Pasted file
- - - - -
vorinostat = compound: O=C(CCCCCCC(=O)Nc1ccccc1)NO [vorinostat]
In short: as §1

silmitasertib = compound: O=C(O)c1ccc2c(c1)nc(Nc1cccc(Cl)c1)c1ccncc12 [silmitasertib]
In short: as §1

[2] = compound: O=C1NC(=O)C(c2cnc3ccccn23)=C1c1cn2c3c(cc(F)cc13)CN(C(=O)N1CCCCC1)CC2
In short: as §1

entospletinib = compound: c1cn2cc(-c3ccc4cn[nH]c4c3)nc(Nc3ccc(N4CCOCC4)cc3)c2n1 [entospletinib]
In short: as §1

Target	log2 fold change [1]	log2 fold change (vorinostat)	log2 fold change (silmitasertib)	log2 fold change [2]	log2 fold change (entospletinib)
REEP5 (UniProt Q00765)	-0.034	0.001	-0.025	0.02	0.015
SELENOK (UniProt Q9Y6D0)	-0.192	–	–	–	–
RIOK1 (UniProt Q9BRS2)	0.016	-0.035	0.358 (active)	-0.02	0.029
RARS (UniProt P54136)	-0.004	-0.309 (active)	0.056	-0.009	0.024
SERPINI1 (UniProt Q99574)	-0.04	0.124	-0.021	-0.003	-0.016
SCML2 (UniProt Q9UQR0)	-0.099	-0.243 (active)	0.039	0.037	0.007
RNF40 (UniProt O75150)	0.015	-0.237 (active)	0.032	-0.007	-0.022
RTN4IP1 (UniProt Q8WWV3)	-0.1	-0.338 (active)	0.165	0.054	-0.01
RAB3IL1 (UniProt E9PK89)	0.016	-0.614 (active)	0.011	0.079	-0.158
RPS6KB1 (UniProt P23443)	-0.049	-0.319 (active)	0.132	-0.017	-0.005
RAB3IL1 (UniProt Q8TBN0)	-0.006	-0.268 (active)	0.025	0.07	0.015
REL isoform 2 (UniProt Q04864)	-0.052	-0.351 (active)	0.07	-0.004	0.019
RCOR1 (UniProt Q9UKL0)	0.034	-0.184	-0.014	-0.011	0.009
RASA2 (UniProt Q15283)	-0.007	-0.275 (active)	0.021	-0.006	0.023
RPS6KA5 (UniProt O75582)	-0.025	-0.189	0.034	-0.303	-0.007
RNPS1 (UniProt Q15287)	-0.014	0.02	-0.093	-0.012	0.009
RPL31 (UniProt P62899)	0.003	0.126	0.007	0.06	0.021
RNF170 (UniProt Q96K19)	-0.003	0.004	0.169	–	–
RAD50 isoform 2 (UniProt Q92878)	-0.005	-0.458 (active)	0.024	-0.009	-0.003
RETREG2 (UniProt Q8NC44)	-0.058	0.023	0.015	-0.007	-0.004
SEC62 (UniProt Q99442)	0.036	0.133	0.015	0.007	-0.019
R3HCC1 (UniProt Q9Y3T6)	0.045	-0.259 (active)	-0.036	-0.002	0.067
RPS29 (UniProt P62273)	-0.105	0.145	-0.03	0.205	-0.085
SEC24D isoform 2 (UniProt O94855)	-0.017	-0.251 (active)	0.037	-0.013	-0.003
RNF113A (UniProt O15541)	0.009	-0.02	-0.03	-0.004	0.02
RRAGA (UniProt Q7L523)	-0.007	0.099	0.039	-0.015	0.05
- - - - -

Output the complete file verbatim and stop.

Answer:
vorinostat = compound: O=C(CCCCCCC(=O)Nc1ccccc1)NO [vorinostat]
In short: as §1

silmitasertib = compound: O=C(O)c1ccc2c(c1)nc(Nc1cccc(Cl)c1)c1ccncc12 [silmitasertib]
In short: as §1

[2] = compound: O=C1NC(=O)C(c2cnc3ccccn23)=C1c1cn2c3c(cc(F)cc13)CN(C(=O)N1CCCCC1)CC2
In short: as §1

entospletinib = compound: c1cn2cc(-c3ccc4cn[nH]c4c3)nc(Nc3ccc(N4CCOCC4)cc3)c2n1 [entospletinib]
In short: as §1

Target	log2 fold change [1]	log2 fold change (vorinostat)	log2 fold change (silmitasertib)	log2 fold change [2]	log2 fold change (entospletinib)
REEP5 (UniProt Q00765)	-0.034	0.001	-0.025	0.02	0.015
SELENOK (UniProt Q9Y6D0)	-0.192	–	–	–	–
RIOK1 (UniProt Q9BRS2)	0.016	-0.035	0.358 (active)	-0.02	0.029
RARS (UniProt P54136)	-0.004	-0.309 (active)	0.056	-0.009	0.024
SERPINI1 (UniProt Q99574)	-0.04	0.124	-0.021	-0.003	-0.016
SCML2 (UniProt Q9UQR0)	-0.099	-0.243 (active)	0.039	0.037	0.007
RNF40 (UniProt O75150)	0.015	-0.237 (active)	0.032	-0.007	-0.022
RTN4IP1 (UniProt Q8WWV3)	-0.1	-0.338 (active)	0.165	0.054	-0.01
RAB3IL1 (UniProt E9PK89)	0.016	-0.614 (active)	0.011	0.079	-0.158
RPS6KB1 (UniProt P23443)	-0.049	-0.319 (active)	0.132	-0.017	-0.005
RAB3IL1 (UniProt Q8TBN0)	-0.006	-0.268 (active)	0.025	0.07	0.015
REL isoform 2 (UniProt Q04864)	-0.052	-0.351 (active)	0.07	-0.004	0.019
RCOR1 (UniProt Q9UKL0)	0.034	-0.184	-0.014	-0.011	0.009
RASA2 (UniProt Q15283)	-0.007	-0.275 (active)	0.021	-0.006	0.023
RPS6KA5 (UniProt O75582)	-0.025	-0.189	0.034	-0.303	-0.007
RNPS1 (UniProt Q15287)	-0.014	0.02	-0.093	-0.012	0.009
RPL31 (UniProt P62899)	0.003	0.126	0.007	0.06	0.021
RNF170 (UniProt Q96K19)	-0.003	0.004	0.169	–	–
RAD50 isoform 2 (UniProt Q92878)	-0.005	-0.458 (active)	0.024	-0.009	-0.003
RETREG2 (UniProt Q8NC44)	-0.058	0.023	0.015	-0.007	-0.004
SEC62 (UniProt Q99442)	0.036	0.133	0.015	0.007	-0.019
R3HCC1 (UniProt Q9Y3T6)	0.045	-0.259 (active)	-0.036	-0.002	0.067
RPS29 (UniProt P62273)	-0.105	0.145	-0.03	0.205	-0.085
SEC24D isoform 2 (UniProt O94855)	-0.017	-0.251 (active)	0.037	-0.013	-0.003
RNF113A (UniProt O15541)	0.009	-0.02	-0.03	-0.004	0.02
RRAGA (UniProt Q7L523)	-0.007	0.099	0.039	-0.015	0.05